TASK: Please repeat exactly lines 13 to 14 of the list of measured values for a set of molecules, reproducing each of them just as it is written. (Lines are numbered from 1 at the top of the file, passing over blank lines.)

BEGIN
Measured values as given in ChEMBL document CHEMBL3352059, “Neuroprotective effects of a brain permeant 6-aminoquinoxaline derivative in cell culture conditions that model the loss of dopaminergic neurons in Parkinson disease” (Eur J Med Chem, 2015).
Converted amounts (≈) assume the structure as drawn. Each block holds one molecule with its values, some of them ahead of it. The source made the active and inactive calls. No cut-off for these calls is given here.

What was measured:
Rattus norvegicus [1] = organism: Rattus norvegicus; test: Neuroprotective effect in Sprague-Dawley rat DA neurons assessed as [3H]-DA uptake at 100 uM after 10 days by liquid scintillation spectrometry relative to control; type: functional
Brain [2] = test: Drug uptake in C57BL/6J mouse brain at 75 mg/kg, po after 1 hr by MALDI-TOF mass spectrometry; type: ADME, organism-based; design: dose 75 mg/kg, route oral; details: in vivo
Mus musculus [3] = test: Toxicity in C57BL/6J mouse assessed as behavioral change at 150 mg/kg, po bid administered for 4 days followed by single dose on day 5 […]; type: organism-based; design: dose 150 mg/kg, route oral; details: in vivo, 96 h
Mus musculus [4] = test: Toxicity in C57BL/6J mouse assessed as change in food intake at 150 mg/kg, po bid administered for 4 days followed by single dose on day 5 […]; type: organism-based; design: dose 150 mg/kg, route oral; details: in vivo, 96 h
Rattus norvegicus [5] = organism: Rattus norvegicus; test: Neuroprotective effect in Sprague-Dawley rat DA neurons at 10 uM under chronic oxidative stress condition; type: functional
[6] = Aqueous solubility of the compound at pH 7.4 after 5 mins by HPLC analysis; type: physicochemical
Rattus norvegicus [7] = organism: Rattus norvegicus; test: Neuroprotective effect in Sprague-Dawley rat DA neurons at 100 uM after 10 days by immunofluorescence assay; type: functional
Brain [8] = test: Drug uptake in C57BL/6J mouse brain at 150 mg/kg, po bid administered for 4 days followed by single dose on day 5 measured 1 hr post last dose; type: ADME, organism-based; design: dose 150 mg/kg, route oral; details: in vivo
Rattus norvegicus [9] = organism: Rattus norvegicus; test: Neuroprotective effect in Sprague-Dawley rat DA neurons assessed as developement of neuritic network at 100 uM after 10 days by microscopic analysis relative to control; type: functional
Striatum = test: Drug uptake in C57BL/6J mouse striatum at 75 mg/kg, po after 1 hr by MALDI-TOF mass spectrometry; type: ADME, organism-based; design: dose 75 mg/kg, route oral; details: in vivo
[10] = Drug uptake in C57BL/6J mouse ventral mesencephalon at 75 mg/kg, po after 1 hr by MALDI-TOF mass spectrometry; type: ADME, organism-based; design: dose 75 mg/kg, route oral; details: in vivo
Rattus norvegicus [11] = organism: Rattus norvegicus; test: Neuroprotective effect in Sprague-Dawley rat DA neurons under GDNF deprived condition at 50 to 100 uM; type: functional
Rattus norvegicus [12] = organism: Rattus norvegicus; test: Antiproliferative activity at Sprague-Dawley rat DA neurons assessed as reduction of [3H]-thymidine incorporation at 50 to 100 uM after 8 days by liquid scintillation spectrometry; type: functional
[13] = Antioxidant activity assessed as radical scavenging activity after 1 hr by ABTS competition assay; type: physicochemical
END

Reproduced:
Striatum = test: Drug uptake in C57BL/6J mouse striatum at 75 mg/kg, po after 1 hr by MALDI-TOF mass spectrometry; type: ADME, organism-based; design: dose 75 mg/kg, route oral; details: in vivo
[10] = Drug uptake in C57BL/6J mouse ventral mesencephalon at 75 mg/kg, po after 1 hr by MALDI-TOF mass spectrometry; type: ADME, organism-based; design: dose 75 mg/kg, route oral; details: in vivo